The Advance Warning System (AWS) disseminates information to people with disabilities and others with access and functional needs through their service providers. Please share the important information below with your clients and other agencies or individuals to empower them to make informed decisions.
NYC EMERGENCY MANAGEMENT ISSUES STORM RESPONSE UPDATE
January 29, 2022 — The New York City Emergency Management Department today updated New Yorkers on the City’s response to the nor’easter. The City continues its response and is working to clear roadways as quickly as possible. The NYC Department of Sanitation operations continue, with 1,800 plows dispatched throughout the city.
· New Yorkers are strongly encouraged to stay home and off the roads. If you must go out, allow for extra travel time. New Yorkers are urged to use public transportation.
· If you must drive, drive slowly. Use major streets or highways for travel whenever possible.
· Vehicles take longer to stop on snow and ice than on dry pavement.
· Pedestrians should exercise caution and avoid slippery surfaces; some ice may not be visible. Wear sturdy boots that provide traction to reduce slipping. Use handrails when using stairs.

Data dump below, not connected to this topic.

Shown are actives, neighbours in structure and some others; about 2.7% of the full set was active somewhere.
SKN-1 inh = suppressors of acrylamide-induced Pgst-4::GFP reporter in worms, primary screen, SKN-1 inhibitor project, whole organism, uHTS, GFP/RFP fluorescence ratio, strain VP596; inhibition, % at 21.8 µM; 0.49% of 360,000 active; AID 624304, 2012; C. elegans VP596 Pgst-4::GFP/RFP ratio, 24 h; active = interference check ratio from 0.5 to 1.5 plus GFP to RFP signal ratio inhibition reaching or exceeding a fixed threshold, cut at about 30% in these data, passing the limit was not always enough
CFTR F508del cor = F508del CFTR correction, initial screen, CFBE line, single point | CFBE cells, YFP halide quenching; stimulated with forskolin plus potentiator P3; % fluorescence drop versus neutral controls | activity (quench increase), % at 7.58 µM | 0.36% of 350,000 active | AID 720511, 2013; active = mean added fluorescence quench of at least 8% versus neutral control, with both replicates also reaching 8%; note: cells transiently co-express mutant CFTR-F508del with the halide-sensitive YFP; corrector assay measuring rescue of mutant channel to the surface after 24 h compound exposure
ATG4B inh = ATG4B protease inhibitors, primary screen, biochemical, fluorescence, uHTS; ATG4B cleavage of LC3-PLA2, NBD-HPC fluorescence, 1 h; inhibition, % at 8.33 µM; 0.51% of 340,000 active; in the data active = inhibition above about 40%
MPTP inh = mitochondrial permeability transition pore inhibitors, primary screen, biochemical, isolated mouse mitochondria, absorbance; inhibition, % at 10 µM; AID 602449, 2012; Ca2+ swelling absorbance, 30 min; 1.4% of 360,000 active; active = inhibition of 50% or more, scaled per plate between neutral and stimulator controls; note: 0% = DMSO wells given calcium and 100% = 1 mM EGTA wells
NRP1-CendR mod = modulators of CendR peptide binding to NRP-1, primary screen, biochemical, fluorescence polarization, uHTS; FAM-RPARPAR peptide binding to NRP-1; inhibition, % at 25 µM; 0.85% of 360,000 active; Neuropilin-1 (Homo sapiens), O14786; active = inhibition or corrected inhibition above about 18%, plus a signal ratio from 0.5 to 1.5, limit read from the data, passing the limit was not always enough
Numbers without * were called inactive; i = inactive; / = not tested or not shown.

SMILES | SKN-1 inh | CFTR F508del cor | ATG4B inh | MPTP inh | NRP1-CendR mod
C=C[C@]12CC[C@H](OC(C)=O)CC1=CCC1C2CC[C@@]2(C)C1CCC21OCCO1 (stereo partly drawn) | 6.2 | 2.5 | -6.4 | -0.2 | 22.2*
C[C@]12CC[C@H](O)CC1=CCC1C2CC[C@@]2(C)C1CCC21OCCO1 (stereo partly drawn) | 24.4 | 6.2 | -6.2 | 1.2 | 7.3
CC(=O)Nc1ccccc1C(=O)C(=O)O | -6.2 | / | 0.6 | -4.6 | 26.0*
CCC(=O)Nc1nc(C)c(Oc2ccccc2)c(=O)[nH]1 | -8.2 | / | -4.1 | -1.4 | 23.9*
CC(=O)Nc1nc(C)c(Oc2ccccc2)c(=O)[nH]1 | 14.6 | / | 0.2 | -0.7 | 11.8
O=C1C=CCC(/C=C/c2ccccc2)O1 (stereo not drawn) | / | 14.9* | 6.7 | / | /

· Take care when walking on snow and ice, especially if you are an older adult. Seniors should take extra care outdoors to avoid slips and falls.
· Have heightened awareness of cars, particularly when approaching or crossing intersections.
Snow Removal Safety Tips
· Stretch before you go out. If you go out to shovel snow, do a few stretching exercises to warm up your body. This may prevent injury.
· Cover your mouth. Protect your lungs from extremely cold air by covering your mouth when outdoors.
· Avoid overexertion. Cold weather puts an added strain on the heart. Unfamiliar exercise, such as shoveling snow or pushing a car, can bring on a heart attack or make other medical conditions worse. Take frequent rest breaks, and drink plenty of fluids to avoid dehydration.
· Keep dry. Change wet clothes frequently to prevent a loss of body heat. Wet clothing loses all of its insulating value and transmits heat rapidly.
· Stay safe. Walk carefully on snowy or icy sidewalks. If using a snowblower, never use your hands to unclog the machine.
· Maintain an awareness of utilities while shoveling snow. Do not cover fire hydrants with snow when clearing sidewalks and driveways. Do not shovel snow into manholes and catch basins.